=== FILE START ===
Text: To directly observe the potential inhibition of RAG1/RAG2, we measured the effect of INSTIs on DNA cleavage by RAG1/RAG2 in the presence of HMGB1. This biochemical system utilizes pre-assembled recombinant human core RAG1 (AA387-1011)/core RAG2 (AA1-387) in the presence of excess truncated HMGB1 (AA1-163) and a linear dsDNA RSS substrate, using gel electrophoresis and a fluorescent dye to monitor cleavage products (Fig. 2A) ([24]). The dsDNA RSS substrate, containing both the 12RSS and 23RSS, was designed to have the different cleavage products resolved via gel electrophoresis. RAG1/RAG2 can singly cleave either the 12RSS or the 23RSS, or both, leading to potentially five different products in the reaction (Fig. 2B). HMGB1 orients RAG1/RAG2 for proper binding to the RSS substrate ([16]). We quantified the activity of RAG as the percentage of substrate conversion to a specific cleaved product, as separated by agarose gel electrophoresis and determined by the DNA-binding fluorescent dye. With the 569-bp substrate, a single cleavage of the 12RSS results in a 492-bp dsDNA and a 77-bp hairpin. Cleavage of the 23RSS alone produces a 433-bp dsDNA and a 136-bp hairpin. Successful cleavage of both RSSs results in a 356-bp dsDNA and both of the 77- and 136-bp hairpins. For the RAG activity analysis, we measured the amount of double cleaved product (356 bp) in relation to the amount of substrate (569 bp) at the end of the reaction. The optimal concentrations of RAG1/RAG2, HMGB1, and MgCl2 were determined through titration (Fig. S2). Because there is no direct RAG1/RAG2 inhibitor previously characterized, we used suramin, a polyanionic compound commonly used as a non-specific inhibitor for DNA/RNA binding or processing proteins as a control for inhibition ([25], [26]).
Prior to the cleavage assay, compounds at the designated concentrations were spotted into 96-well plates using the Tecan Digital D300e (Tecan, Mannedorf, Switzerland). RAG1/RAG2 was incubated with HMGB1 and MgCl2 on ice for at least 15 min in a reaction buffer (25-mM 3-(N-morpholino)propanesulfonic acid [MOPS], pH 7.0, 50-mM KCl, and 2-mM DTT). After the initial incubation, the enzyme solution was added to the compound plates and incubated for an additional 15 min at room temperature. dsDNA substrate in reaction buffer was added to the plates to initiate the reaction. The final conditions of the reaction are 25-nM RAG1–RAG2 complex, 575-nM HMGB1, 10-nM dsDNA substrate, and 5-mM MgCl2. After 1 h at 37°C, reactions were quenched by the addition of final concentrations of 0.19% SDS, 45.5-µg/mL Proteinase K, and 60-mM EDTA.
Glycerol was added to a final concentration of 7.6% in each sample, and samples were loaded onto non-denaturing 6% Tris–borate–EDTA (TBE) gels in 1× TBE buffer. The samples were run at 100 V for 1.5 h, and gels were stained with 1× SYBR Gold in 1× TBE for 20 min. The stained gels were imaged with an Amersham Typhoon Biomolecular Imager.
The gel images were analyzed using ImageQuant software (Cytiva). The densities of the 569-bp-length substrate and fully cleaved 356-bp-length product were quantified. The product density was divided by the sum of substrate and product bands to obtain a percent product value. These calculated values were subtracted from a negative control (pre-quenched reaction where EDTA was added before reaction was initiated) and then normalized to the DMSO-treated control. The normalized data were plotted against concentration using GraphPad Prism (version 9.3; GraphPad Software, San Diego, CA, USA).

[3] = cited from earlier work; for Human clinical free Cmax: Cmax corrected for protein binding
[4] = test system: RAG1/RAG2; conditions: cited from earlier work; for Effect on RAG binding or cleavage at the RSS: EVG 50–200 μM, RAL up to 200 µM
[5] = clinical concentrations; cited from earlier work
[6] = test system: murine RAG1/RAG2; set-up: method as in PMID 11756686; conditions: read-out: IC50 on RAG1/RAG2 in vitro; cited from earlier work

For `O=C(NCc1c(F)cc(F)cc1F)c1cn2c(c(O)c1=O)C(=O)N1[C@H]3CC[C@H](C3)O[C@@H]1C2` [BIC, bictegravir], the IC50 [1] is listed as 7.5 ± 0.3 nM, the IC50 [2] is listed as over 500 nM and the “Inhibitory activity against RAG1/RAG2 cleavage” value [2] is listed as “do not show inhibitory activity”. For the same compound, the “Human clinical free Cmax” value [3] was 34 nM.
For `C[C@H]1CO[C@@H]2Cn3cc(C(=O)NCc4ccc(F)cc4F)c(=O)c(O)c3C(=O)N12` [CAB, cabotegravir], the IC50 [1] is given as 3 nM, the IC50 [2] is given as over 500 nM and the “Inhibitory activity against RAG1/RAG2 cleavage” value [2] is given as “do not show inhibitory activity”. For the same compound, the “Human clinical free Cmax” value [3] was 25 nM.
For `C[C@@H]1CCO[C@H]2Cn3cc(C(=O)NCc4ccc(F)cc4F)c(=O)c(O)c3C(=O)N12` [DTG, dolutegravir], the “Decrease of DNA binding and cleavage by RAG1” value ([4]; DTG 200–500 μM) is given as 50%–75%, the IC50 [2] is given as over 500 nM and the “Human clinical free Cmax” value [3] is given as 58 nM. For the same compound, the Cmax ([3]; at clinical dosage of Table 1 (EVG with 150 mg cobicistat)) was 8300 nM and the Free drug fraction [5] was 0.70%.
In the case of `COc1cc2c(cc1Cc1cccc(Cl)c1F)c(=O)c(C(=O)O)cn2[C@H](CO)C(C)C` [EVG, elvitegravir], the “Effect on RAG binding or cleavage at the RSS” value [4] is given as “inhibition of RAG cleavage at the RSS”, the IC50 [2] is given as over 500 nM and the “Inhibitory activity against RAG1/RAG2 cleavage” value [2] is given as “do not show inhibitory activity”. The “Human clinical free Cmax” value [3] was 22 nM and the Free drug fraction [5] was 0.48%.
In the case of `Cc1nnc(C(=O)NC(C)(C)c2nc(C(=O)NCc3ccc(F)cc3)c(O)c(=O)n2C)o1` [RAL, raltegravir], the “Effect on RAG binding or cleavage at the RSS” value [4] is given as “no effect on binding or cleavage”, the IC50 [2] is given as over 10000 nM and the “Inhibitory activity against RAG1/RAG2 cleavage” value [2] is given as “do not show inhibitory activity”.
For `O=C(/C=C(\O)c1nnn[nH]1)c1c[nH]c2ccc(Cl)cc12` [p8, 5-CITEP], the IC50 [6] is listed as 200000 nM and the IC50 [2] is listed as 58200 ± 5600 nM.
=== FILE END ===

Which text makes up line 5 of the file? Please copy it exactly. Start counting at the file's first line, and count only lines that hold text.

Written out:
[3] = cited from earlier work; for Human clinical free Cmax: Cmax corrected for protein binding